My laptop is still suffering–but I am attempting a post because I have NEWS!
I, Tinky Weisblat, will be one of the featured Western Massachusetts artisans on Monday’s episode of the television program Making It Here.
The segment will focus on my work as a food writer and will depict the creation of my soon-to-be-world-famous Cider Butternut Soup.
Local viewers take note: The episode will air this coming Monday, October 12, at 7:30 pm on Channel 57 (WGBY-TV) in Springfield, Massachusetts. Those of you who watch, please be kind. I know I need a face lift! Look at the soup instead of at me.
Of course, all of you may try the soup!
NOTE FROM TINKY LATER: Here’s the link so people can view the show online!
2 to 3 tablespoons butter
1-1/2 large onions, coarsely chopped
2 cloves garlic, coarsely chopped
2 medium apples (fairly solid ones for cooking; I used Ginger Gold), cored and chopped but not necessarily peeled
3 cups roasted butternut squash puree (for roasting instructions, see my post about the Blue Heron Restaurant, which has another great butternut recipe!)
1-1/2 tablespoons honey
1 teaspoon (at least) freshly grated nutmeg
1/2 teaspoon cayenne pepper
3/4 teaspoon salt
lots of freshly ground pepper
6 cups chicken or vegetable stock
2 cups hard cider (I used West County Cider McIntosh, a sweet and fruity cider)
2 cups heavy cream (I used Mapleline)
toasted pecans or croutons for garnish (optional)
In a 4-quart Dutch oven melt the butter. When it begins to talk to you, sauté the onions and garlic until they are soft (about 5 minutes).
Add the apple pieces, and sauté until they are moistened, about 2 minutes.
Stir in the squash, followed by the honey, nutmeg, cayenne, salt, and pepper. Stir for a minute or two (taking care to keep the mixture from burning); then stir in the stock.
Bring the soup to a boil. Cover it about 7/8 of the way, and turn it down. Simmer for 30 to 40 minutes, until it tastes souplike.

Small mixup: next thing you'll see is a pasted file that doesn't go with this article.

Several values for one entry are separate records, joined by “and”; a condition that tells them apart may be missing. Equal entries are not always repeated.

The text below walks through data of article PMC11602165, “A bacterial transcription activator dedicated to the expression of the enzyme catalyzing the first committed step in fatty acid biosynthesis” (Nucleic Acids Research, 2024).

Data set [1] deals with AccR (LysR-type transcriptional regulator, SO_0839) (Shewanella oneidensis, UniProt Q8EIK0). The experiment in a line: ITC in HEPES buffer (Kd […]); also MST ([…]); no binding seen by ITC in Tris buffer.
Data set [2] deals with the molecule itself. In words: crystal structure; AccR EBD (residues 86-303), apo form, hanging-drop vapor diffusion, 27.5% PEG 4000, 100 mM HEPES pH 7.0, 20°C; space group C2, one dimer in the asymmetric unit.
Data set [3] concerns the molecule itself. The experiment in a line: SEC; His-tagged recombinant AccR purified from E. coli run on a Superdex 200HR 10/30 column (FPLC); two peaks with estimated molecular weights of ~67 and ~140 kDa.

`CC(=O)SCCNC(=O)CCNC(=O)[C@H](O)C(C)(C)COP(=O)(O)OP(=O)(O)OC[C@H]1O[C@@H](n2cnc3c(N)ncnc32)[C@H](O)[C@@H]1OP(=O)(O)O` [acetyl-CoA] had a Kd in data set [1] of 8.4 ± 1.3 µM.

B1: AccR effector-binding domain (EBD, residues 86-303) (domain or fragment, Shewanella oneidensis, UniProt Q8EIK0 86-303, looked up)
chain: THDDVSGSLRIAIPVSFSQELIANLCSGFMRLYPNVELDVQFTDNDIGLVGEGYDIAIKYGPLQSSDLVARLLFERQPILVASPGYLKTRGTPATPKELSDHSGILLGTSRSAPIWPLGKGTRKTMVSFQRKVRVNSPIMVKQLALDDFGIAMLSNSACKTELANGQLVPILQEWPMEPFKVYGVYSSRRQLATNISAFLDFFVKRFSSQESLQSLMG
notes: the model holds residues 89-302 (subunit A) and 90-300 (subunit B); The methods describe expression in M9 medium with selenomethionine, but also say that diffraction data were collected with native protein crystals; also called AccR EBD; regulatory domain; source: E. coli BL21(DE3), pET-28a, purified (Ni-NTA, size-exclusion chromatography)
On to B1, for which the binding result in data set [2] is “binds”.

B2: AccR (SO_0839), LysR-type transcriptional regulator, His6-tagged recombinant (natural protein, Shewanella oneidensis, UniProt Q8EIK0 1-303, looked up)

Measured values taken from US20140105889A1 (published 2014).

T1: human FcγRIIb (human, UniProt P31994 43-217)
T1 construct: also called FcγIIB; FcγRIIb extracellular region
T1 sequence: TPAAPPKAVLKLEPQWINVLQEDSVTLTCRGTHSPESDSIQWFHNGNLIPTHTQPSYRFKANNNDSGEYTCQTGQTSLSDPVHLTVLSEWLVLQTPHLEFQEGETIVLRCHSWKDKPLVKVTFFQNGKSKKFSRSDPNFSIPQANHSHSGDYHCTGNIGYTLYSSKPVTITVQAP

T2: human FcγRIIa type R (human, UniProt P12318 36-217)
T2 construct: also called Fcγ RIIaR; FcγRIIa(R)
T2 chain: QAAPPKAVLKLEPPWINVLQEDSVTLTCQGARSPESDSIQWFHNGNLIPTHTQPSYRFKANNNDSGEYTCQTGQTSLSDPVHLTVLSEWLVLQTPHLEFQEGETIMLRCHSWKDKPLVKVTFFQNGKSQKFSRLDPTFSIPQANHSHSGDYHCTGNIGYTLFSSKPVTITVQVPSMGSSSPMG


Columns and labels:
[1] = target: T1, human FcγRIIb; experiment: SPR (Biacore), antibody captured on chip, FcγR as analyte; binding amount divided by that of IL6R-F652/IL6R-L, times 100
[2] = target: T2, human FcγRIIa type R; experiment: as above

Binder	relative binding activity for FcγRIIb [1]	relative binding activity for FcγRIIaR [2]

Remove the soup from the heat, and puree it. I used my immersion blender for this (which worked as long as I kept it immersed; when I accidentally lifted it I think I got a little soup on the TV camera!). You may also use a blender or food processor, but be very careful to process this hot soup in batches.
In a nonstick frying pan over medium-high heat reduce the cider in half. (This takes only a few minutes.) Add the cream and reduce in half again, whisking (again quite a short process).
You then have a choice. You may either stir the cider/cream reduction into the soup and serve it or put the reduction into a pitcher and let your guests drizzle it into the soup at the table.
Garnish with toasted nuts or croutons. Serves 6.
Two quick notes: First, thanks to those who emailed me or commented to note that I FORGOT TO PUT THE BUTTERNUT SQUASH IN THE LIST OF INGREDIENTS! A girl with a sick laptop is a girl on the edge, and I appreciated the reminders.
Second, those of you who live in the Pioneer Valley and aren’t quite ready to make the transition to fall vegetables will be happy to read the comment below from Nikki Ciesluk, who reports that her family’s lovely farmstand in Deerfield still has corn!
Happy Columbus Day weekend, all………
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